Figure 7. Views of NRHP-Listed Properties (continued).

NRL-4

Warren Wilson House

4670 Favret Road, Cape Vincent

NRL-5

Captain Louis Peugnet House

32115 County Road 6, Cape Vincent

NRL-6

George Reynolds House

34191 State Highway 12E, Cape Vincent

BP Cape Vincent Wind Project: Historic Architectural Survey 22


Figure 7. Views of NRHP-Listed Properties (continued).

NRL-7

Reuter Dyer House

29902 County Road 4, Cape Vincent

NRL-8

Nicholas Cocaigne House

2867 Fevret Road, Cape Vincent

NRL-9

Johnson House

33071 Tibbetts Point Road, Cape Vincent

BP Cape Vincent Wind Project: Historic Architectural Survey 23


Figure 7. Views of NRHP-Listed Properties (continued).

NRL-10

Broadway Historic District

Western edge of the Village of Cape


Vincent on Broadway

Sample property, Beechwood House,


contributing resource (see resource 20)

NRL-11

James Buckley House

169 Joseph Street, Cape Vincent

NRL-12

Remy Dezengremel House

30538 Rosiere Road, Cape Vincent

BP Cape Vincent Wind Project: Historic Architectural Survey 24


Figure 7. Views of NRHP-Listed Properties (continued).

NRL-13

Joseph Docteur House

31469 Rosiere Road, Cape Vincent

NRL-14

Xavier Chevalier House

6338 Gosiere Road, Cape Vincent

NRL-15

Claude Vautrin House

33110 Mason Road, Cape Vincent

BP Cape Vincent Wind Project: Historic Architectural Survey 25


Figure 7. Views of NRHP-Listed Properties (continued).

NRL-17

St. Vincent of Paul Catholic Church

139 Kanady Street, Cape Vincent

NRL-18

Union Meeting House

6433 Millens Bay Road, Cape Vincent

NRL-19

Burnham House

565 Broadway, Cape Vincent

BP Cape Vincent Wind Project: Historic Architectural Survey 26


Figure 7. Views of NRHP-Listed Properties (continued).

NRL-20

Gen Sacket House

467 James Street, Cape Vincent

NRL-21

Lewis House

230 Market Street, Cape Vincent

NRL-22

Anthony Levi building

580 Broadway, Cape Vincent

BP Cape Vincent Wind Project: Historic Architectural Survey 27


Figure 7. Views of NRHP-Listed Properties (continued).

NRL-23

Aubertine Building

496 Broadway, Cape Vincent

NRL-24

Glen Building

352 Broadway, Cape Vincent

NRL-25

Roxy Hotel

310 Broadway, Cape Vincent

BP Cape Vincent Wind Project: Historic Architectural Survey 28


Figure 7. Views of NRHP-Listed Properties (continued).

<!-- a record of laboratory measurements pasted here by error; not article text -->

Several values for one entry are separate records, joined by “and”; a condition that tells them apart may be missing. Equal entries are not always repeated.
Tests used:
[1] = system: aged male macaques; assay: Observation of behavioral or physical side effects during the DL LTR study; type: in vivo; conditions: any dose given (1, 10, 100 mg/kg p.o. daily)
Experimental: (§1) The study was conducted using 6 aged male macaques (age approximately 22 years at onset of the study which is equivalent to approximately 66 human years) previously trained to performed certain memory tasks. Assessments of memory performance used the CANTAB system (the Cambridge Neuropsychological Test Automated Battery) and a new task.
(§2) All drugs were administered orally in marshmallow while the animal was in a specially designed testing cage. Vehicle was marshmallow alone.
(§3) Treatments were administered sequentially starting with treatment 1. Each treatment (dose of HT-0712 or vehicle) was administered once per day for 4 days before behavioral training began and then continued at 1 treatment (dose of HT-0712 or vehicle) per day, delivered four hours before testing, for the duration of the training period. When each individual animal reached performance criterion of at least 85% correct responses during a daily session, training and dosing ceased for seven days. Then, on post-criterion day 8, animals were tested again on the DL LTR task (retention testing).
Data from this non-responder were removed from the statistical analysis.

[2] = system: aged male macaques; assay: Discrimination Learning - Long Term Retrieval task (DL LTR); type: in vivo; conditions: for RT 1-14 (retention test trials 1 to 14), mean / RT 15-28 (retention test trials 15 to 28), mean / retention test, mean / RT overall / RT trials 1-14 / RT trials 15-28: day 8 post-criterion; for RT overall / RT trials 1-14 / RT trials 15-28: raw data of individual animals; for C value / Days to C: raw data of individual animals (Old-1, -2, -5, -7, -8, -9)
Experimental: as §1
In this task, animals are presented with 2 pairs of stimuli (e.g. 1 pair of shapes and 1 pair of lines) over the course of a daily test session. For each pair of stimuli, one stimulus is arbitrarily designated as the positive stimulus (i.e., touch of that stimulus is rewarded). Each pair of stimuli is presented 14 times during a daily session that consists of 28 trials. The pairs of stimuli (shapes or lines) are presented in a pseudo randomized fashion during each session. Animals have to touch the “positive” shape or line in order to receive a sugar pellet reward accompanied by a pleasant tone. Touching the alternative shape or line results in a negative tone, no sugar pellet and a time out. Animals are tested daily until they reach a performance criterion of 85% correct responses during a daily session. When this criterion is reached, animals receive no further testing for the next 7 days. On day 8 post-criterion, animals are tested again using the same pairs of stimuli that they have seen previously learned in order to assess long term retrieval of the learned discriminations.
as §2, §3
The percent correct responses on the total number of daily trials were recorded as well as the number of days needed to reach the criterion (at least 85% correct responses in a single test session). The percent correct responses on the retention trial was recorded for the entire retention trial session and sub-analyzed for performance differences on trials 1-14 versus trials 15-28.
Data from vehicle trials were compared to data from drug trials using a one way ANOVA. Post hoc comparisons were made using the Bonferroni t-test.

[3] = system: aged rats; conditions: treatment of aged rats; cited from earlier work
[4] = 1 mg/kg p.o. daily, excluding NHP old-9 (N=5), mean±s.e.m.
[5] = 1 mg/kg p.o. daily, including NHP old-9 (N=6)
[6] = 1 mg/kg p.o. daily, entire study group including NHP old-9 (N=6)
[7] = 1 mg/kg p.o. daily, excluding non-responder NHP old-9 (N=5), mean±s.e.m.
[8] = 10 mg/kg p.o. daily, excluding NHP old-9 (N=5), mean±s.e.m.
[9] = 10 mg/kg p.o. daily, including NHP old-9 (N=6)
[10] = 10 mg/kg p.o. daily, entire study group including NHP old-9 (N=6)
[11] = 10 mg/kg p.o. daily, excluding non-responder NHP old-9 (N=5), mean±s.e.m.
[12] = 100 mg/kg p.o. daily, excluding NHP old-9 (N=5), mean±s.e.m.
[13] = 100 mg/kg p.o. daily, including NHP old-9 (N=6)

NRL-26

Cornelius Sacket House

571 Broadway, Cape Vincent

NRL-27

Rogers Brothers Farmstead

27658 Dablon Point Road, Cape Vincent

NRL-28

Tibbetts Point Lighthouse

Tibbets Point Road, Cape Vincent

BP Cape Vincent Wind Project: Historic Architectural Survey 29


Figure 7. Views of NRHP-Listed Properties (continued).

NRL-29

Wilcox Farmstead

Carrying Place Road, Chaumont

NRL-30

Chaumont House

11616 Main Street, Chaumont

NRL-31

Chaumont Historic District

Along Main Street, roughly between


Washington and Church streets, Chaumont

BP Cape Vincent Wind Project: Historic Architectural Survey 30


Figure 7. Views of NRHP-Listed Properties (continued).

NRL-32

Evans Gaige Dillenback House

27655 Evans Road (Route 12-E),


Chaumont

NRL-33

George House

27405 Washington Street, Chaumont

NRL-35

Duvillard Mill

583 Broadway, Cape Vincent

BP Cape Vincent Wind Project: Historic Architectural Survey 31


Figure 7. Views of NRHP-Listed Properties (continued).

NRL-36

Vincent Le Ray House

375 Broadway, Cape Vincent

(Within Broadway Historic District)

NRL-38

Taft House

8494 Main Street, Three Mile Bay

NRL-39

Old Stone Shop

Northwest corner of Main and Mill Streets,


Three Mile Bay

BP Cape Vincent Wind Project: Historic Architectural Survey 32


Figure 7. Views of NRHP-Listed Properties (continued).

NRL-40

Taylor Boathouse

Bay View Drive, Three Mile Bay

NRL-41

Menzo Wheeler House

Corner of Main and Depot Streets, Three


Mile Bay

NRL-42

Three Mile Bay Historic District

Church and Depot Streets, Three Mile Bay

BP Cape Vincent Wind Project: Historic Architectural Survey 33


Figure 7. Views of NRHP-Listed Properties (continued).

NRL-43

The Row Historic District

Main Street, Three Mile Bay

NRL-50

District School 3

NY 3 & CR 7, Lyme

BP Cape Vincent Wind Project: Historic Architectural Survey 34


PROPERTIES DETERMINED ELIGIBLE FOR THE NRHP

Eighty-seven historic properties that are located within the Project’s APE and are within view of
at least one turbine have been reviewed and determined eligible for the NRHP by the NY-SHPO
during a recent survey of the area (Keenoy and Holland 2008). Table 3 provides a summary of
each property, and each is depicted on Figure 6. Figure 8 also shows the location of these and the
NRL properties that are located in the immediate vicinity of the turbine array. Inventory forms
for these properties are presented in Appendix 2.